Despite the fact that neither the Los Angeles Lakers nor the Miami Heat are the No. 1 seeds in their respective conferences, both are widely considered as the favorites to be represented in the NBA Finals.
After dispatching the Philadelphia 76ers and New Orleans Hornets in the first round, respectively, both teams have their sights set on an NBA championship.
Kobe Bryant has five titles to his name, and LeBron James has yet to win his first. But to be fair, Bryant has been surrounded by elite talent for each of those five championship seasons while James has always been undermanned in terms of the talent level of his teammates.
This year, the playing field is far more balanced.
This slideshow breaks down the title hopes for both the Lakers and Heat.
What makes Michael Jordan the greatest player in the history of the NBA?
Is it his five Most Valuable Player trophies? His fourteen All-Star appearances? The 10 times he was honored as an All-NBA first-team performer? His inclusion on the NBA's 50th Anniversary All-Time team?
All of those add to his legacy, but the main reason Michael Jordan is universally regarded as the premier player in NBA history is the six NBA championships.
Unless you've been living under a rock for the past several years, you know Kobe Bryant has five NBA titles to his credit.
Kobe Bryant has been advertised as the modern-day MJ for a good deal of his career. In securing his sixth ring, Kobe would be deserving of that lofty comparison.
LeBron James has been a lightning rod for attention from the moment he first set foot on an NBA court in October 2003.
After the entire 'Decision' spectacle and the charades he played throughout the free-agency process, LeBron has become a lightning rod for hatred.
Never before has a star taken as quick a turn from beloved to hated quite like LeBron has done this year.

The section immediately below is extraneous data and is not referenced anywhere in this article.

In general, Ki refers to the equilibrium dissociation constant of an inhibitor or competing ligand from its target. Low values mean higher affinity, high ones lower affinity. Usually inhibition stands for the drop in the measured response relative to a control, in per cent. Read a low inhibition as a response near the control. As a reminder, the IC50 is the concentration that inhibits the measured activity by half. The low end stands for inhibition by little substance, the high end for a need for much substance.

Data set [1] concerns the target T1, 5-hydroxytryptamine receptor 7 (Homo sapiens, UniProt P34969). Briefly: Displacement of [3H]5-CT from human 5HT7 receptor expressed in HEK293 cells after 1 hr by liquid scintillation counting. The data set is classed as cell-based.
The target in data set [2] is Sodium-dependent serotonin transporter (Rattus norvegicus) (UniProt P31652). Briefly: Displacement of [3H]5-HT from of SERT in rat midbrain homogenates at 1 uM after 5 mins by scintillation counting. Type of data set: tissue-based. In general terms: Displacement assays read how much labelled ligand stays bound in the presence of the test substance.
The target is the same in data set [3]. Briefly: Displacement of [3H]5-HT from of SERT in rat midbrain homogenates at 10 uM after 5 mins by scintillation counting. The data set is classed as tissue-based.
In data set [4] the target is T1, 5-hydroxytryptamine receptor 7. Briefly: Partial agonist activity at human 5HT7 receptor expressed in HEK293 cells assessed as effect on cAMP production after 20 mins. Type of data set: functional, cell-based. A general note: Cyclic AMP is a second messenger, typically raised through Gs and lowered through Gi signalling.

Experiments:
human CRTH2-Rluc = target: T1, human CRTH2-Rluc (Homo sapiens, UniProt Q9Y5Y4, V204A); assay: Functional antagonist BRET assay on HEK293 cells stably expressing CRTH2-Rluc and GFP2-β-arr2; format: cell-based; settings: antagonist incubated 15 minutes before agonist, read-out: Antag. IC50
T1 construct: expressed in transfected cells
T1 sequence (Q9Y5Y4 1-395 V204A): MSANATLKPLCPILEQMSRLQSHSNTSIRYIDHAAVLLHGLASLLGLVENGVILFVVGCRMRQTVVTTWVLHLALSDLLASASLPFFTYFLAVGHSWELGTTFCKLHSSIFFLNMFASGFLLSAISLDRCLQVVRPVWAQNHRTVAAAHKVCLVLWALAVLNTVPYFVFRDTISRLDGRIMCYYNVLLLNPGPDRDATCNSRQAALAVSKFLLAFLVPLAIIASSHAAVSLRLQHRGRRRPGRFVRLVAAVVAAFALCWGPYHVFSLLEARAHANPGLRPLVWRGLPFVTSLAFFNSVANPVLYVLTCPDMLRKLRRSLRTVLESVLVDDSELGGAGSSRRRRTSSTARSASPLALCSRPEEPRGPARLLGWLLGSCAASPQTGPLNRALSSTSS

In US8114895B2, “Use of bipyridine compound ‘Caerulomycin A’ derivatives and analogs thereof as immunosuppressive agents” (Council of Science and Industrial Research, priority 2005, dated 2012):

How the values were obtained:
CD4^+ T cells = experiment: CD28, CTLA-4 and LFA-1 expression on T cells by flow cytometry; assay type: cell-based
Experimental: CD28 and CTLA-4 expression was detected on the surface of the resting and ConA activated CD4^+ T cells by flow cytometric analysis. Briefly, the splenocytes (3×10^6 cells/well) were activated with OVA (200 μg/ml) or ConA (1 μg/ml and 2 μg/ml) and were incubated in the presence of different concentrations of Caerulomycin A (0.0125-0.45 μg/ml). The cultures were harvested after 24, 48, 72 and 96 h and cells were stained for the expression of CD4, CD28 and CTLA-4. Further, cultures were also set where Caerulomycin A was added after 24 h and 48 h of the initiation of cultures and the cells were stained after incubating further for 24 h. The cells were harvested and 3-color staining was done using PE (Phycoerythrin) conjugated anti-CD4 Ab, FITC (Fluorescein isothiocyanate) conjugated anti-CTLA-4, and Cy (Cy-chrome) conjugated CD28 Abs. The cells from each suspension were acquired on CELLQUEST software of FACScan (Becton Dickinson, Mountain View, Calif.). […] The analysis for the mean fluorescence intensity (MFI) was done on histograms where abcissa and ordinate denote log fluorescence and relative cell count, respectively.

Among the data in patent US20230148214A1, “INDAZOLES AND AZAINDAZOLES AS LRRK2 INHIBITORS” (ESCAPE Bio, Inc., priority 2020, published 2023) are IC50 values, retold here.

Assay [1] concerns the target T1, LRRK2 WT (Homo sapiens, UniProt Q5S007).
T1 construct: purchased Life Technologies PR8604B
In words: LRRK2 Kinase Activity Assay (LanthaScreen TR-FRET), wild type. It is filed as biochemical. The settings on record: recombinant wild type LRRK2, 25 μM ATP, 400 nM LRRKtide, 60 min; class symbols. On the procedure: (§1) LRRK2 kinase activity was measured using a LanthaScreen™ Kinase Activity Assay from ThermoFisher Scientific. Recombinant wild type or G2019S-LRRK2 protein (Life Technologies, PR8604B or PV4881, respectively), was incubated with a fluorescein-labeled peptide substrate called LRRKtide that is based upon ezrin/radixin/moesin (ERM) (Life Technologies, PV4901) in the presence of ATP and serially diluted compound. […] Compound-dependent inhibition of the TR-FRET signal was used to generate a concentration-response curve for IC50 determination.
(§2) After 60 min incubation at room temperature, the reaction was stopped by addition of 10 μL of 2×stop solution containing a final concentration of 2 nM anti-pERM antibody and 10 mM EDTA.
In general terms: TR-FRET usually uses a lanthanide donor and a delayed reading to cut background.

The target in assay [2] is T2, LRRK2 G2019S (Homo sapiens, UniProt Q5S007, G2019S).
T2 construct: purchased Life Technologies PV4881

His critics have a great deal of fodder used to frustrate LeBron, including the fact that he has never beaten the Celtics, he has yet to win an NBA title, he had to join Dwyane Wade's team in an attempt to get said title, and the recurring theory that he quit on the Cavaliers last year sometime in the middle of their heated series against the Celtics.
During the offseason, LeBron vowed he would remember what each and every one of his critics said about him.
He's well aware this is the time to make them eat their words.
When the Los Angeles Lakers triumphed over the Orlando Magic in the 2009 NBA Finals, Phil Jackson surpassed the legendary Red Auerbach with his 10th championship victory as a head coach.
Last year's gritty NBA Finals win over the Boston Celtics officially gave the Zen Master more rings than fingers.
After announcing that this will be his final season at the helm, the Lakers would like nothing more than to 'win one for the Gipper.'
That would send Phil Jackson into a relaxing retirement at his Montana ranch, with an astounding 12 NBA titles to his credit.
Typically when people talk about the Miami Heat, they are referred to as the Big Three.
But opposing players and coaches know it's more like the Gigantic Two.
In Dwyane Wade and LeBron James, the Miami Heat feature two of the three best basketball players on planet Earth in their starting lineup.
Has there ever been as talented a duo in their prime as Wade and James?
Jordan and Pippen? Bird and McHale? Kareem and Magic? Shaq and Kobe? Stockton and Malone? Olajuwon and Drexler?
Maybe, or maybe not.
But in the league today, no team can boast a dynamic duo like the Miami Heat have at their disposal.
The Lakers had a pedestrian regular season by their otherworldly standards, winning 57 games and earning the No. 2 seed in the playoffs.
After a six-game dismissal of the New Orleans Hornets, and watching the No. 1-seed San Antonio Spurs get eliminated, the Lakers path to the NBA Finals just got a lot easier.